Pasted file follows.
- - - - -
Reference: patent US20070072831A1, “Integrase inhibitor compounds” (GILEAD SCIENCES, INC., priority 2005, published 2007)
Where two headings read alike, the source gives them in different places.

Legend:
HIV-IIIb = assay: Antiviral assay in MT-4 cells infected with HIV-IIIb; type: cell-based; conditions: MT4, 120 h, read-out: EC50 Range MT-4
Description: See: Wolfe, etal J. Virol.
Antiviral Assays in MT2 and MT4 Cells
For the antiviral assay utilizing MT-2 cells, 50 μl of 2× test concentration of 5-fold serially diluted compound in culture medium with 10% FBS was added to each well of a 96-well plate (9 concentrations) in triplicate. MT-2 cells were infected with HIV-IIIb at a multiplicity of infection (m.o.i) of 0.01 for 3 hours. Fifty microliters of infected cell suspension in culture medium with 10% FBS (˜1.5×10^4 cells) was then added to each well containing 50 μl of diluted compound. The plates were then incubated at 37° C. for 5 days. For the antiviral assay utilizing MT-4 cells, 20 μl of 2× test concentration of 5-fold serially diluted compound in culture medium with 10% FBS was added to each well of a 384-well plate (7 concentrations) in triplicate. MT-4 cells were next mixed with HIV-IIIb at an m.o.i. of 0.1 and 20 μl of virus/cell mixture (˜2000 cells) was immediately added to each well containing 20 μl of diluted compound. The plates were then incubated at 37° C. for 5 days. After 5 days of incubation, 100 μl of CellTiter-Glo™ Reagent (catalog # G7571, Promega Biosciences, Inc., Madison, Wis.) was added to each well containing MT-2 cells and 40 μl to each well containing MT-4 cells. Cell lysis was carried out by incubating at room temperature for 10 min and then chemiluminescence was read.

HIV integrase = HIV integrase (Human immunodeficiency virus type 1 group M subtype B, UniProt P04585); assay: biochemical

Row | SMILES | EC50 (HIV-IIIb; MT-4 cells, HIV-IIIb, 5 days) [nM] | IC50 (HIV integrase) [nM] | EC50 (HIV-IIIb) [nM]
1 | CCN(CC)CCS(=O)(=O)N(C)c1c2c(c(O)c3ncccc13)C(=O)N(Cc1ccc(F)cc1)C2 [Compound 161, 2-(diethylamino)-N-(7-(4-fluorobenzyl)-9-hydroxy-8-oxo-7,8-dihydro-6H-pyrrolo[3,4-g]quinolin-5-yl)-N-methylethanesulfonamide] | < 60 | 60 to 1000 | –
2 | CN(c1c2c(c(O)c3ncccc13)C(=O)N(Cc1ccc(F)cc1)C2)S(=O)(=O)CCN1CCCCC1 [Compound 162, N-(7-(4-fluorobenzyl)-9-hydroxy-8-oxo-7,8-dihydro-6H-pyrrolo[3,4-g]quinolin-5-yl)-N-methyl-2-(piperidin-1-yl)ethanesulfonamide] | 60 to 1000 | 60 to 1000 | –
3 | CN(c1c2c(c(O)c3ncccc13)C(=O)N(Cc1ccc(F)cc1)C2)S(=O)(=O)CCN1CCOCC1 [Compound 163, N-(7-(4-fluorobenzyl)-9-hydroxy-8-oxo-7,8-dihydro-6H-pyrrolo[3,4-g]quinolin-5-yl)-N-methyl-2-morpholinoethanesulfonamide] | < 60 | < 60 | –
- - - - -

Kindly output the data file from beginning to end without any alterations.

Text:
Reference: patent US20070072831A1, “Integrase inhibitor compounds” (GILEAD SCIENCES, INC., priority 2005, published 2007)
Where two headings read alike, the source gives them in different places.

Legend:
HIV-IIIb = assay: Antiviral assay in MT-4 cells infected with HIV-IIIb; type: cell-based; conditions: MT4, 120 h, read-out: EC50 Range MT-4
Description: See: Wolfe, etal J. Virol.
Antiviral Assays in MT2 and MT4 Cells
For the antiviral assay utilizing MT-2 cells, 50 μl of 2× test concentration of 5-fold serially diluted compound in culture medium with 10% FBS was added to each well of a 96-well plate (9 concentrations) in triplicate. MT-2 cells were infected with HIV-IIIb at a multiplicity of infection (m.o.i) of 0.01 for 3 hours. Fifty microliters of infected cell suspension in culture medium with 10% FBS (˜1.5×10^4 cells) was then added to each well containing 50 μl of diluted compound. The plates were then incubated at 37° C. for 5 days. For the antiviral assay utilizing MT-4 cells, 20 μl of 2× test concentration of 5-fold serially diluted compound in culture medium with 10% FBS was added to each well of a 384-well plate (7 concentrations) in triplicate. MT-4 cells were next mixed with HIV-IIIb at an m.o.i. of 0.1 and 20 μl of virus/cell mixture (˜2000 cells) was immediately added to each well containing 20 μl of diluted compound. The plates were then incubated at 37° C. for 5 days. After 5 days of incubation, 100 μl of CellTiter-Glo™ Reagent (catalog # G7571, Promega Biosciences, Inc., Madison, Wis.) was added to each well containing MT-2 cells and 40 μl to each well containing MT-4 cells. Cell lysis was carried out by incubating at room temperature for 10 min and then chemiluminescence was read.

HIV integrase = HIV integrase (Human immunodeficiency virus type 1 group M subtype B, UniProt P04585); assay: biochemical

Row | SMILES | EC50 (HIV-IIIb; MT-4 cells, HIV-IIIb, 5 days) [nM] | IC50 (HIV integrase) [nM] | EC50 (HIV-IIIb) [nM]
1 | CCN(CC)CCS(=O)(=O)N(C)c1c2c(c(O)c3ncccc13)C(=O)N(Cc1ccc(F)cc1)C2 [Compound 161, 2-(diethylamino)-N-(7-(4-fluorobenzyl)-9-hydroxy-8-oxo-7,8-dihydro-6H-pyrrolo[3,4-g]quinolin-5-yl)-N-methylethanesulfonamide] | < 60 | 60 to 1000 | –
2 | CN(c1c2c(c(O)c3ncccc13)C(=O)N(Cc1ccc(F)cc1)C2)S(=O)(=O)CCN1CCCCC1 [Compound 162, N-(7-(4-fluorobenzyl)-9-hydroxy-8-oxo-7,8-dihydro-6H-pyrrolo[3,4-g]quinolin-5-yl)-N-methyl-2-(piperidin-1-yl)ethanesulfonamide] | 60 to 1000 | 60 to 1000 | –
3 | CN(c1c2c(c(O)c3ncccc13)C(=O)N(Cc1ccc(F)cc1)C2)S(=O)(=O)CCN1CCOCC1 [Compound 163, N-(7-(4-fluorobenzyl)-9-hydroxy-8-oxo-7,8-dihydro-6H-pyrrolo[3,4-g]quinolin-5-yl)-N-methyl-2-morpholinoethanesulfonamide] | < 60 | < 60 | –